You know, it’s been a long time since I’ve even had to down a healing potion; I tend to stay in the far back and let the other two hack n slash, it’s safer that way. And health elixirs aren’t my cup-of-probiotic-smoothie-protein-tea (it’s all too snake oil salesman fad craze diet antioxidant stuff for me). I’m more of a freewhellin fireball flingin kind of spell-slinger. The healing arts magics are a bit too… mushy gushy lovey dovey for me.
We aren’t a goody-two-shoes fixer-upper team, more of a nice-fill-in-the-blank-I-think-I’ll-take-it kind of ensemble. You know the type. #thuglifeforever. But times like this do make me wish we had a paladin or a cleric or even a druid to tag along. Where do you find the moral high grounders when you need them anyway? Sure, I guess I could go to a church or something, but some of the lesser evil critters I’ve wagered pacts and bargains with may not take too kindly to that. And the nature nice guys are all save-the-treants which generally doesn’t mesh with the whole fireball jive.
I guess Squidge could ask someone, but they only really talk to The Guild and just in that you-don’t-stab-my-back-I-don’t-stab-yours kind of sense, so we don’t have anyone to consult with on these kinds of things. It’s certainly not worth seeking out a 100 gp pearl for a wizened old wizard to snort for further clarity, even if the relative scarcity and exchange rate has made them significantly smaller and easier to haul around at this juncture, assuming you can find them at all. I swear, if the alchemists didn’t need to get high to get anything done it’d be a whole lot easier for everyone. And don’t even get me started on the Oracle, that nympho dominatrix bitch. Suffice to say I will NOT be going back there anytime soon, for ANY reason.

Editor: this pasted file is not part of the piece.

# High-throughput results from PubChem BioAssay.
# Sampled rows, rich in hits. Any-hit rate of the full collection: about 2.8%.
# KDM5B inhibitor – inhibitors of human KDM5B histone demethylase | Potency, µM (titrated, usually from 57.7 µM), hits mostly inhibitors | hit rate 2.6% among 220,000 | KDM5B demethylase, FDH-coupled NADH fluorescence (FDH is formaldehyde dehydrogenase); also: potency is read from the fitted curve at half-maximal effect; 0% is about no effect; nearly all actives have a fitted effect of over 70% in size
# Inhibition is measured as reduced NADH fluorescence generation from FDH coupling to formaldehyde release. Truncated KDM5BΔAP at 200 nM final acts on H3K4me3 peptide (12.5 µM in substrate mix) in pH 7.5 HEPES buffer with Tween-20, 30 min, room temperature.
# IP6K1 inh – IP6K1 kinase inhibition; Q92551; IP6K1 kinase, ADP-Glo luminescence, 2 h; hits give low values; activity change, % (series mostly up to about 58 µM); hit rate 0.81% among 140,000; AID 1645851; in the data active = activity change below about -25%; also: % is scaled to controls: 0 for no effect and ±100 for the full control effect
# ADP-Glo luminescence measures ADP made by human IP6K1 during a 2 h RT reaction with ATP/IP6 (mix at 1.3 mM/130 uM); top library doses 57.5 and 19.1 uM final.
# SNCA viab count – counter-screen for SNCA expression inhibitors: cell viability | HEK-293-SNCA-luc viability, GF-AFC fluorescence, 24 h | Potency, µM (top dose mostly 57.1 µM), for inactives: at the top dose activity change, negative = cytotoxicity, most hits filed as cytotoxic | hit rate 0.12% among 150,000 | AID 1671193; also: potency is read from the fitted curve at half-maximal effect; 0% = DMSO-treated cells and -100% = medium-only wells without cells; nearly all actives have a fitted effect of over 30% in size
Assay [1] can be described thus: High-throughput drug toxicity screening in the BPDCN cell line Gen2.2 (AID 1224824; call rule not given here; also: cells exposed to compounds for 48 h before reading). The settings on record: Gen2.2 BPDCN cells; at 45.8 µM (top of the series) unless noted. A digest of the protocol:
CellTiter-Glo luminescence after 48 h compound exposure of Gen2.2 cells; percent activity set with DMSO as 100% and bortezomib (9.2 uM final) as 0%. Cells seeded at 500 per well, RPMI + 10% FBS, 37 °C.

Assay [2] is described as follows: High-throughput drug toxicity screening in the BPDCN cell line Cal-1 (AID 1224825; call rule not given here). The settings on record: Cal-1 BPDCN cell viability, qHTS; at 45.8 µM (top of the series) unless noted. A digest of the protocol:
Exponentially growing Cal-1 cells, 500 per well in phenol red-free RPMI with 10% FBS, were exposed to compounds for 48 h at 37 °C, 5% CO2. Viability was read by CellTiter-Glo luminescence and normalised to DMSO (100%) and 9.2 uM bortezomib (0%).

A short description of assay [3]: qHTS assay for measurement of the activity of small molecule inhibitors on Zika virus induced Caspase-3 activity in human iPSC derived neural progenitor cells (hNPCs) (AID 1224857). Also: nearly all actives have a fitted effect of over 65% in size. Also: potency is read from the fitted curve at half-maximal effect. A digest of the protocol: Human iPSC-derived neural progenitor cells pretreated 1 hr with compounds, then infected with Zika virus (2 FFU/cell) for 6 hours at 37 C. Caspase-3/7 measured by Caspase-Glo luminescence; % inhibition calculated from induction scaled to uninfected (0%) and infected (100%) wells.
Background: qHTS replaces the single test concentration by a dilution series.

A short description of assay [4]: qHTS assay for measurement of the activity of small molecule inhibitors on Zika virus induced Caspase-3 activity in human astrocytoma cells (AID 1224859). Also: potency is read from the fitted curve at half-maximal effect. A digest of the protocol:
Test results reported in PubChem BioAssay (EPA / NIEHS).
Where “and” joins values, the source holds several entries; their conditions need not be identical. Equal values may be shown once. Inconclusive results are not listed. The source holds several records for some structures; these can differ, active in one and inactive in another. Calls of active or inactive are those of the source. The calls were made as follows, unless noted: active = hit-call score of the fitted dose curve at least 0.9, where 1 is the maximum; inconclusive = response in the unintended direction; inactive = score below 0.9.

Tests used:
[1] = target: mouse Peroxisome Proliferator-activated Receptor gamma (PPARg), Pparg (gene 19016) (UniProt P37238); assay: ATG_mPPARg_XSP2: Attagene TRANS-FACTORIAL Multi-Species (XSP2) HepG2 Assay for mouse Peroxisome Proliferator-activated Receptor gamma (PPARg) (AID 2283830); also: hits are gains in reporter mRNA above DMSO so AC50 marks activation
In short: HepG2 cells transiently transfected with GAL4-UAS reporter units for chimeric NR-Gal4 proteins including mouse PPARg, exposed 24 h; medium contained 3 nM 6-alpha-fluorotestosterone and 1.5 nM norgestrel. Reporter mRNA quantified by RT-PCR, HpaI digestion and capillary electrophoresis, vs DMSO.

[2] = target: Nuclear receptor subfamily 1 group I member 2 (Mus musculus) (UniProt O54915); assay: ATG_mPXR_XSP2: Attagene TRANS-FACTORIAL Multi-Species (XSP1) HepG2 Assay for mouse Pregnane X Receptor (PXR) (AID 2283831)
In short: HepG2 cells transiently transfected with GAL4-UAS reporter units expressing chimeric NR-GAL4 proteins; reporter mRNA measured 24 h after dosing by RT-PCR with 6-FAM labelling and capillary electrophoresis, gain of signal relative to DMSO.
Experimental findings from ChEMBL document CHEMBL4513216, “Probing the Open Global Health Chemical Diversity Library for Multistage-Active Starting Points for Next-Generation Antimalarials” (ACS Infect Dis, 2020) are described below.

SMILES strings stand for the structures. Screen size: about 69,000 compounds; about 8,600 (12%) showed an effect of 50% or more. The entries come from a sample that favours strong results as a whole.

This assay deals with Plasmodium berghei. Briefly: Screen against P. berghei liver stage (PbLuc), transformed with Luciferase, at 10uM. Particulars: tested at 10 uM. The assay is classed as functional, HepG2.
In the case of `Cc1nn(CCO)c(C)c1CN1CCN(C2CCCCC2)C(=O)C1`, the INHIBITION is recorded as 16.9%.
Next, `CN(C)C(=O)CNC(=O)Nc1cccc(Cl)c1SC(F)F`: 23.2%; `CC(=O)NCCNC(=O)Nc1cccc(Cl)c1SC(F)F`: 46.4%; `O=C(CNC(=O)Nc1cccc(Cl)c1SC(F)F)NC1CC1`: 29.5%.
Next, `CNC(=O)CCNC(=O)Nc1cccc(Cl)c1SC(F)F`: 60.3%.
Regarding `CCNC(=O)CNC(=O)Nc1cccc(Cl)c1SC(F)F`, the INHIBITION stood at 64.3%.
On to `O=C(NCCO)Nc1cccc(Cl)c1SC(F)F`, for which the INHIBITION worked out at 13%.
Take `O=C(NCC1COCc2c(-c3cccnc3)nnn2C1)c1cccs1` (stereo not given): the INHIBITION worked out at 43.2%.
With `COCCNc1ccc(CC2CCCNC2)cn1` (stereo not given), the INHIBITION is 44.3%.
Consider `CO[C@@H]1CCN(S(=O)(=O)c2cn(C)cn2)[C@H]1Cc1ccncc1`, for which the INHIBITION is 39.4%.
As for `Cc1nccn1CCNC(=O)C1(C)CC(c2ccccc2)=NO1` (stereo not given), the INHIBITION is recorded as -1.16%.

So here we are. Maybe whatever it is’ll pass on its own. But I noticed a couple more of those goblin healing potions have gone missing. We all know they don’t work if you aren’t hurt. And I swear I saw Barbarella take her own axe to the shin before she downed one when she thought I wasn’t looking during my nightly séance with the campfire flames. My cohorts don’t realize I can actually do more than it seems from my ritual state. The demonspawn that grant me my powers aren’t always all-engrossing, especially if I’m channeling things I’ve done a bajillion times already and not trying to harness something new. Frankly sometimes it’s best to tune the spirits out since they pontificate at length for no reason, but I suppose I’m not one to talk.
I keep coming back to this thought though. Why would Barbarella hurt herself just to chug a stupid goblin potion anyway? Usually those dares go the other way. Goblin potions taste like bad grog two days following a dwarven ale upchuck hangover, and that’s if you’re lucky. Often they’re worse. And they’re not even that good as far as healing elixirs, mending maybe a minor flesh wound at best. They’re crappy, no getting around it, and a last resort at best. Why would she deliberately go out of her way to drink that shit?
You know, there’s a whole stash of the things left, and I am a bit down on health myself. Maybe I should try one to see what the allure is. Perhaps the camaraderie and shared experience could help me get Barbarella to sober up and leave the toxic sludge alone. Or at the very least, maybe I’ll understand what she sees in them. Perhaps they’re new and improved, but I seriously doubt it seeing as how they’re still just ill-obtained swag we got off some low-level goblins. You know, no one ever really gives goblins anything worth having unless they’re trying to exploit them in some way, and even then it’s really not worth it, seeing as how the goblins don’t have anything anybody wants to barter…
I swear those potions were in this satchel here; we had like over 100 of the things. Oh, here’s one, way down in the bottom of the bag having fallen under some of the other crap we looted that wasn’t worth much of anything. Wow I really had to dig deep to fish that out, and it’s only been about a week since the goblins’ lair… In the light looks like the same ol’ ordinary purple black pink tinged sludge we normally find, a tad more sparkle factor but not enough to care. Now why are Barbarella and Squidge both looking at me like I’m holding the golden goose egg of everlasting mana and fingering their weapons?
If you enjoyed this RPG story by Jennifer Weigel, perhaps you will want to see some art from previous campaigns or read the Twilight saga, both on Haunted MTL here.
Check out more of Jennifer Weigel’s writing here at Jennifer Weigel Words.